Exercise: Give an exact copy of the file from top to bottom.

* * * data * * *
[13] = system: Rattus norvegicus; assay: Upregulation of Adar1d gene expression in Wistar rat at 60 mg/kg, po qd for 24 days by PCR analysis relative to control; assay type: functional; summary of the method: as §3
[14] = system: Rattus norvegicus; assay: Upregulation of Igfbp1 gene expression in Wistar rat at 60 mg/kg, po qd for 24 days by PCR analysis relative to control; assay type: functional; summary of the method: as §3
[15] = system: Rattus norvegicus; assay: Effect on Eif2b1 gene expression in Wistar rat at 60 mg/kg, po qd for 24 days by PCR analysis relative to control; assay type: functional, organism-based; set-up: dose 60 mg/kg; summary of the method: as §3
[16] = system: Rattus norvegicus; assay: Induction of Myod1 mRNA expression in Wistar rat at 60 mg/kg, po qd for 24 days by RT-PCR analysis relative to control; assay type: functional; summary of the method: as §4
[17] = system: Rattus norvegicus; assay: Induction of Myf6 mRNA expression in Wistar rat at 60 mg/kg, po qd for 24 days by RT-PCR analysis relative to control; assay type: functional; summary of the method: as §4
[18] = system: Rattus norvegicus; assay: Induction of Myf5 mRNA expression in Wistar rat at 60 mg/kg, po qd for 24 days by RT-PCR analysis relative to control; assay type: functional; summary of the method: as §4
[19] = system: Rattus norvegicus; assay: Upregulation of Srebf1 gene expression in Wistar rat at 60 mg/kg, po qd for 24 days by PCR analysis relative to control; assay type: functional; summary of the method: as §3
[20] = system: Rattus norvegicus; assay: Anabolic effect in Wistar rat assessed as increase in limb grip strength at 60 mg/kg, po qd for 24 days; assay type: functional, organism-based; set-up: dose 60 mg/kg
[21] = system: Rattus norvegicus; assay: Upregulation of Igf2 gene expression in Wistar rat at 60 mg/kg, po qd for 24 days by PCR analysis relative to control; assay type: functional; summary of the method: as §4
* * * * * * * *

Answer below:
[13] = system: Rattus norvegicus; assay: Upregulation of Adar1d gene expression in Wistar rat at 60 mg/kg, po qd for 24 days by PCR analysis relative to control; assay type: functional; summary of the method: as §3
[14] = system: Rattus norvegicus; assay: Upregulation of Igfbp1 gene expression in Wistar rat at 60 mg/kg, po qd for 24 days by PCR analysis relative to control; assay type: functional; summary of the method: as §3
[15] = system: Rattus norvegicus; assay: Effect on Eif2b1 gene expression in Wistar rat at 60 mg/kg, po qd for 24 days by PCR analysis relative to control; assay type: functional, organism-based; set-up: dose 60 mg/kg; summary of the method: as §3
[16] = system: Rattus norvegicus; assay: Induction of Myod1 mRNA expression in Wistar rat at 60 mg/kg, po qd for 24 days by RT-PCR analysis relative to control; assay type: functional; summary of the method: as §4
[17] = system: Rattus norvegicus; assay: Induction of Myf6 mRNA expression in Wistar rat at 60 mg/kg, po qd for 24 days by RT-PCR analysis relative to control; assay type: functional; summary of the method: as §4
[18] = system: Rattus norvegicus; assay: Induction of Myf5 mRNA expression in Wistar rat at 60 mg/kg, po qd for 24 days by RT-PCR analysis relative to control; assay type: functional; summary of the method: as §4
[19] = system: Rattus norvegicus; assay: Upregulation of Srebf1 gene expression in Wistar rat at 60 mg/kg, po qd for 24 days by PCR analysis relative to control; assay type: functional; summary of the method: as §3
[20] = system: Rattus norvegicus; assay: Anabolic effect in Wistar rat assessed as increase in limb grip strength at 60 mg/kg, po qd for 24 days; assay type: functional, organism-based; set-up: dose 60 mg/kg
[21] = system: Rattus norvegicus; assay: Upregulation of Igf2 gene expression in Wistar rat at 60 mg/kg, po qd for 24 days by PCR analysis relative to control; assay type: functional; summary of the method: as §4